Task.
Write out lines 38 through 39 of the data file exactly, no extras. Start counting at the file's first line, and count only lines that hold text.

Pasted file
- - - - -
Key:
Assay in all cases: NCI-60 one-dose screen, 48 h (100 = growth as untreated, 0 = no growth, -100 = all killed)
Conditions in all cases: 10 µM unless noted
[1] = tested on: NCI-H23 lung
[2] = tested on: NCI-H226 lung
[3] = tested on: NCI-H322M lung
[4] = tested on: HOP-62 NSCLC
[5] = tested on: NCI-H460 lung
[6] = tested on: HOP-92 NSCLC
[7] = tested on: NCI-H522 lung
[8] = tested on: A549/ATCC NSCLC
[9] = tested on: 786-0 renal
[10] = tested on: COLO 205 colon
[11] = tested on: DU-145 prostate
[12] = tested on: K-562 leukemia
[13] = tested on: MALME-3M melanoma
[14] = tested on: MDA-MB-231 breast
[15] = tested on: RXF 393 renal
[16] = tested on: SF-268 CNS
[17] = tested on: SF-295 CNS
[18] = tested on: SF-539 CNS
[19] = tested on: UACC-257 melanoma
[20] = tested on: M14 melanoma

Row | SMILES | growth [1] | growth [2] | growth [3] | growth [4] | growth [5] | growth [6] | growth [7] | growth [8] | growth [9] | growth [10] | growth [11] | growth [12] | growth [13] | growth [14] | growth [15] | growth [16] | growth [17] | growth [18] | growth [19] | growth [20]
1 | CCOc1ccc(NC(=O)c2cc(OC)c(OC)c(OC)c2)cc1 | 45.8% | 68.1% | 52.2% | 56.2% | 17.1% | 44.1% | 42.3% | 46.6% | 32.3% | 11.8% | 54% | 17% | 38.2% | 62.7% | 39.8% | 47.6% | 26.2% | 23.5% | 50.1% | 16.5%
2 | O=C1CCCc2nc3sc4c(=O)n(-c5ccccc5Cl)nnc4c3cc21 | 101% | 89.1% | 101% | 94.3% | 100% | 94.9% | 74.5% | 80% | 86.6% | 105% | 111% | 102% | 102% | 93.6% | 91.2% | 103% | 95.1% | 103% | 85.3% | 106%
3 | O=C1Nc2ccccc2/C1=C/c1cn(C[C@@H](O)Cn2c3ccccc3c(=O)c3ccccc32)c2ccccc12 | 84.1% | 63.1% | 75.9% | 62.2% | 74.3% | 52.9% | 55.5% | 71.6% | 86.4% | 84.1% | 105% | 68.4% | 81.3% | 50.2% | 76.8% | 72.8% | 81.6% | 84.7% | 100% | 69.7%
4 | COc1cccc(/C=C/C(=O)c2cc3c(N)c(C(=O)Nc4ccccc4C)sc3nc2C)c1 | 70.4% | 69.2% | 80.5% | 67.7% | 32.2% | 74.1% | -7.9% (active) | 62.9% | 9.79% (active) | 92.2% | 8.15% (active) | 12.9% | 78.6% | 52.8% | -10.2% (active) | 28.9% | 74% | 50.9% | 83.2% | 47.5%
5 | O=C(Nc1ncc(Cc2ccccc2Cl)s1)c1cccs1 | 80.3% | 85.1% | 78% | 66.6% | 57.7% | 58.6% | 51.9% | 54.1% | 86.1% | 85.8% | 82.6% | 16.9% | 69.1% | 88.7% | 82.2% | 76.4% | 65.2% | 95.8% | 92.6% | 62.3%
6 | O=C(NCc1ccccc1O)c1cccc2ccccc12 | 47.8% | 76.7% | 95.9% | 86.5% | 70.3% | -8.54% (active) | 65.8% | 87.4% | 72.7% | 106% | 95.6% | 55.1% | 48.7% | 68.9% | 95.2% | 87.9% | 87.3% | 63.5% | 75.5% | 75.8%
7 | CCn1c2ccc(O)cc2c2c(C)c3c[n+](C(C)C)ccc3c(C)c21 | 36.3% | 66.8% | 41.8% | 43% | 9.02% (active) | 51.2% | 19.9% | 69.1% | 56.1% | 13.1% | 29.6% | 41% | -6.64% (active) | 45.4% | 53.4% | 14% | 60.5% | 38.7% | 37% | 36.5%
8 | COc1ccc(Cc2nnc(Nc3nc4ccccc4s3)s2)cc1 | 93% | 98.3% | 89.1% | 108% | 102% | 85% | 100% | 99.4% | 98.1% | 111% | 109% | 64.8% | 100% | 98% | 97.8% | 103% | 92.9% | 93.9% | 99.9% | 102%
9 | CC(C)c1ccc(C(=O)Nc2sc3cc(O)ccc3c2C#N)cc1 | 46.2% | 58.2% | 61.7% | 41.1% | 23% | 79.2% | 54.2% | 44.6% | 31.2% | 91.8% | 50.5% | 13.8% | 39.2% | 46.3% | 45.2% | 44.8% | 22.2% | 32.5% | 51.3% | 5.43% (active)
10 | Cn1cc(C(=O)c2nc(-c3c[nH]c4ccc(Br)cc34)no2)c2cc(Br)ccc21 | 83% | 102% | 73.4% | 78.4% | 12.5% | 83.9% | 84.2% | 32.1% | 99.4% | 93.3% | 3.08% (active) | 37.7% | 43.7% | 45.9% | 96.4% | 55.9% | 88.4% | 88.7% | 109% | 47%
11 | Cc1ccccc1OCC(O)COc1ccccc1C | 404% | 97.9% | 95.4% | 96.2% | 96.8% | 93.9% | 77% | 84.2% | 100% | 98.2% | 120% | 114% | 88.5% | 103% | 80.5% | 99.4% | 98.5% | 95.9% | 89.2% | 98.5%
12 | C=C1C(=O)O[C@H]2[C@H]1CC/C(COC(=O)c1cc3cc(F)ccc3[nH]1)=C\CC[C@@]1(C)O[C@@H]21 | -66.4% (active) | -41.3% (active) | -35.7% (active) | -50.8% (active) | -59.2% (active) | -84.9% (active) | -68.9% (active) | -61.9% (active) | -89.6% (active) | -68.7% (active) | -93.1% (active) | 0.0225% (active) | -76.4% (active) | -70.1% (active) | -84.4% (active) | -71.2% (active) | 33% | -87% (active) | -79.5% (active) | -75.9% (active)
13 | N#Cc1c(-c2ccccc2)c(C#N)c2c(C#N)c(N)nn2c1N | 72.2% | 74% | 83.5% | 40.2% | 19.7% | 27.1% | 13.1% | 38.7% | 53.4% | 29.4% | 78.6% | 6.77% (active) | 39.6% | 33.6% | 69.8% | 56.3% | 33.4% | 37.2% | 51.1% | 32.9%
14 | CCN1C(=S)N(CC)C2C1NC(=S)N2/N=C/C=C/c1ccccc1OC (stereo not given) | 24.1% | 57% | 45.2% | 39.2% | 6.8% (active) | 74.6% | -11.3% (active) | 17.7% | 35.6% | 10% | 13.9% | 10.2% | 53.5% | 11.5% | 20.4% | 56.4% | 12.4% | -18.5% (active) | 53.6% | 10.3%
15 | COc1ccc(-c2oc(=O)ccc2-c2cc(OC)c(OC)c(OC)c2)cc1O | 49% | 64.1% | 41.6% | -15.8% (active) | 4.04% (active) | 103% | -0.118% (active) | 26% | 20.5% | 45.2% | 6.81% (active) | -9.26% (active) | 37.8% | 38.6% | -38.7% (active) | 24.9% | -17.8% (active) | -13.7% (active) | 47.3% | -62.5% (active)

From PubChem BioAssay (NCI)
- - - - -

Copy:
14 | CCN1C(=S)N(CC)C2C1NC(=S)N2/N=C/C=C/c1ccccc1OC (stereo not given) | 24.1% | 57% | 45.2% | 39.2% | 6.8% (active) | 74.6% | -11.3% (active) | 17.7% | 35.6% | 10% | 13.9% | 10.2% | 53.5% | 11.5% | 20.4% | 56.4% | 12.4% | -18.5% (active) | 53.6% | 10.3%
15 | COc1ccc(-c2oc(=O)ccc2-c2cc(OC)c(OC)c(OC)c2)cc1O | 49% | 64.1% | 41.6% | -15.8% (active) | 4.04% (active) | 103% | -0.118% (active) | 26% | 20.5% | 45.2% | 6.81% (active) | -9.26% (active) | 37.8% | 38.6% | -38.7% (active) | 24.9% | -17.8% (active) | -13.7% (active) | 47.3% | -62.5% (active)